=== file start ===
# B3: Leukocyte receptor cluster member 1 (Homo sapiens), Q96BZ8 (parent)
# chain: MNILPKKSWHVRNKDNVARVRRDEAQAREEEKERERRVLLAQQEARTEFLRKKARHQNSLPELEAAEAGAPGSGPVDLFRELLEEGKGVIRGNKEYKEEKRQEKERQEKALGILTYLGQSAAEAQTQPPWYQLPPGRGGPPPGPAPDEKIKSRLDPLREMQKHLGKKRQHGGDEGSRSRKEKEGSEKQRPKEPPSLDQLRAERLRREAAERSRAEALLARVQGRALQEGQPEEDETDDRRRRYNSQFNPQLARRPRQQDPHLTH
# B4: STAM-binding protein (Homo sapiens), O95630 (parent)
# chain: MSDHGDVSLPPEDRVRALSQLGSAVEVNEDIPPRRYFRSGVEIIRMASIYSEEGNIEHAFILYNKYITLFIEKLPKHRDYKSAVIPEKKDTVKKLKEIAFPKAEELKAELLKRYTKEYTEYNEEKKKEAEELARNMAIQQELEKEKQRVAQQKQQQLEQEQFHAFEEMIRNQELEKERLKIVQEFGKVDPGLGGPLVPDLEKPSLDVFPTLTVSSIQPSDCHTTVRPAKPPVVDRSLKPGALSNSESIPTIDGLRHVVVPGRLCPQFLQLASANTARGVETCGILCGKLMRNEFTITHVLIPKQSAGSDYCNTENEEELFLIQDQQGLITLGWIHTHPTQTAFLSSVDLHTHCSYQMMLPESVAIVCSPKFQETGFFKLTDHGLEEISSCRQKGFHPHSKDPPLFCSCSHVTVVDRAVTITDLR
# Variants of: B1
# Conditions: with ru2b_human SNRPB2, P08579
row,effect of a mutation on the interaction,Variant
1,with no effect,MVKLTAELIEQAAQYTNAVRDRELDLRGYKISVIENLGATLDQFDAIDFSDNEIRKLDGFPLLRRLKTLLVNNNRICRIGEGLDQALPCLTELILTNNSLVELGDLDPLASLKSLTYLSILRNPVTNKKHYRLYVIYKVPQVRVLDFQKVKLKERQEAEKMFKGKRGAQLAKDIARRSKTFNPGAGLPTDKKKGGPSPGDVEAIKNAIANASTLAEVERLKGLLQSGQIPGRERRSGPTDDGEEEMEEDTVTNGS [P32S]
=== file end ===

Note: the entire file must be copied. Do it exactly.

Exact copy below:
# B3: Leukocyte receptor cluster member 1 (Homo sapiens), Q96BZ8 (parent)
# chain: MNILPKKSWHVRNKDNVARVRRDEAQAREEEKERERRVLLAQQEARTEFLRKKARHQNSLPELEAAEAGAPGSGPVDLFRELLEEGKGVIRGNKEYKEEKRQEKERQEKALGILTYLGQSAAEAQTQPPWYQLPPGRGGPPPGPAPDEKIKSRLDPLREMQKHLGKKRQHGGDEGSRSRKEKEGSEKQRPKEPPSLDQLRAERLRREAAERSRAEALLARVQGRALQEGQPEEDETDDRRRRYNSQFNPQLARRPRQQDPHLTH
# B4: STAM-binding protein (Homo sapiens), O95630 (parent)
# chain: MSDHGDVSLPPEDRVRALSQLGSAVEVNEDIPPRRYFRSGVEIIRMASIYSEEGNIEHAFILYNKYITLFIEKLPKHRDYKSAVIPEKKDTVKKLKEIAFPKAEELKAELLKRYTKEYTEYNEEKKKEAEELARNMAIQQELEKEKQRVAQQKQQQLEQEQFHAFEEMIRNQELEKERLKIVQEFGKVDPGLGGPLVPDLEKPSLDVFPTLTVSSIQPSDCHTTVRPAKPPVVDRSLKPGALSNSESIPTIDGLRHVVVPGRLCPQFLQLASANTARGVETCGILCGKLMRNEFTITHVLIPKQSAGSDYCNTENEEELFLIQDQQGLITLGWIHTHPTQTAFLSSVDLHTHCSYQMMLPESVAIVCSPKFQETGFFKLTDHGLEEISSCRQKGFHPHSKDPPLFCSCSHVTVVDRAVTITDLR
# Variants of: B1
# Conditions: with ru2b_human SNRPB2, P08579
row,effect of a mutation on the interaction,Variant
1,with no effect,MVKLTAELIEQAAQYTNAVRDRELDLRGYKISVIENLGATLDQFDAIDFSDNEIRKLDGFPLLRRLKTLLVNNNRICRIGEGLDQALPCLTELILTNNSLVELGDLDPLASLKSLTYLSILRNPVTNKKHYRLYVIYKVPQVRVLDFQKVKLKERQEAEKMFKGKRGAQLAKDIARRSKTFNPGAGLPTDKKKGGPSPGDVEAIKNAIANASTLAEVERLKGLLQSGQIPGRERRSGPTDDGEEEMEEDTVTNGS [P32S]